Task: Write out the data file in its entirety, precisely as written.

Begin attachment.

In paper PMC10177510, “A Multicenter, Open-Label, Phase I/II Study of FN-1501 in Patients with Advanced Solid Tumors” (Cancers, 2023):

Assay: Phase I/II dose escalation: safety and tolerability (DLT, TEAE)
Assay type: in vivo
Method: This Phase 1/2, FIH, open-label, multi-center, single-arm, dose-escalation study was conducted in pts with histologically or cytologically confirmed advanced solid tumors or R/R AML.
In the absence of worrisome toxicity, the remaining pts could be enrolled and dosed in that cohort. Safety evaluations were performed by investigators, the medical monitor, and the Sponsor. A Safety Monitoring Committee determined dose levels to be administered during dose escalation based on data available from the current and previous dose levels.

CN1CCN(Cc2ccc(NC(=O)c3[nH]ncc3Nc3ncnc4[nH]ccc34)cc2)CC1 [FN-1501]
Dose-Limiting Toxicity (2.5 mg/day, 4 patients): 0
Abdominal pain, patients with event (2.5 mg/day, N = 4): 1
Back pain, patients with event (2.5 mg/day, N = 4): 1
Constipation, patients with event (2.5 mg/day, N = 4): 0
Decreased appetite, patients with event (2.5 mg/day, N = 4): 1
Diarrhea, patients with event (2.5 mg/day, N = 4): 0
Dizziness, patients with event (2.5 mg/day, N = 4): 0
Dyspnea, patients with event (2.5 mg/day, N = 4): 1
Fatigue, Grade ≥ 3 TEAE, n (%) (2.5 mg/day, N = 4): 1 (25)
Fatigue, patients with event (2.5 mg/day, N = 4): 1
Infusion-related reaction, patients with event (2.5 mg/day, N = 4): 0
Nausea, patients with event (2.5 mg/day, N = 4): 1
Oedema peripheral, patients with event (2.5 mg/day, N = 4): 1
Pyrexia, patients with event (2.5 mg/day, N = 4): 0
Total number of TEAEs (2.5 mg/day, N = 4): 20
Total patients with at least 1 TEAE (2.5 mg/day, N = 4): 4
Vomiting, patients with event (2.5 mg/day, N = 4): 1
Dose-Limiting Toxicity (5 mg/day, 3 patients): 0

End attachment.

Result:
In paper PMC10177510, “A Multicenter, Open-Label, Phase I/II Study of FN-1501 in Patients with Advanced Solid Tumors” (Cancers, 2023):

Assay: Phase I/II dose escalation: safety and tolerability (DLT, TEAE)
Assay type: in vivo
Method: This Phase 1/2, FIH, open-label, multi-center, single-arm, dose-escalation study was conducted in pts with histologically or cytologically confirmed advanced solid tumors or R/R AML.
In the absence of worrisome toxicity, the remaining pts could be enrolled and dosed in that cohort. Safety evaluations were performed by investigators, the medical monitor, and the Sponsor. A Safety Monitoring Committee determined dose levels to be administered during dose escalation based on data available from the current and previous dose levels.

CN1CCN(Cc2ccc(NC(=O)c3[nH]ncc3Nc3ncnc4[nH]ccc34)cc2)CC1 [FN-1501]
Dose-Limiting Toxicity (2.5 mg/day, 4 patients): 0
Abdominal pain, patients with event (2.5 mg/day, N = 4): 1
Back pain, patients with event (2.5 mg/day, N = 4): 1
Constipation, patients with event (2.5 mg/day, N = 4): 0
Decreased appetite, patients with event (2.5 mg/day, N = 4): 1
Diarrhea, patients with event (2.5 mg/day, N = 4): 0
Dizziness, patients with event (2.5 mg/day, N = 4): 0
Dyspnea, patients with event (2.5 mg/day, N = 4): 1
Fatigue, Grade ≥ 3 TEAE, n (%) (2.5 mg/day, N = 4): 1 (25)
Fatigue, patients with event (2.5 mg/day, N = 4): 1
Infusion-related reaction, patients with event (2.5 mg/day, N = 4): 0
Nausea, patients with event (2.5 mg/day, N = 4): 1
Oedema peripheral, patients with event (2.5 mg/day, N = 4): 1
Pyrexia, patients with event (2.5 mg/day, N = 4): 0
Total number of TEAEs (2.5 mg/day, N = 4): 20
Total patients with at least 1 TEAE (2.5 mg/day, N = 4): 4
Vomiting, patients with event (2.5 mg/day, N = 4): 1
Dose-Limiting Toxicity (5 mg/day, 3 patients): 0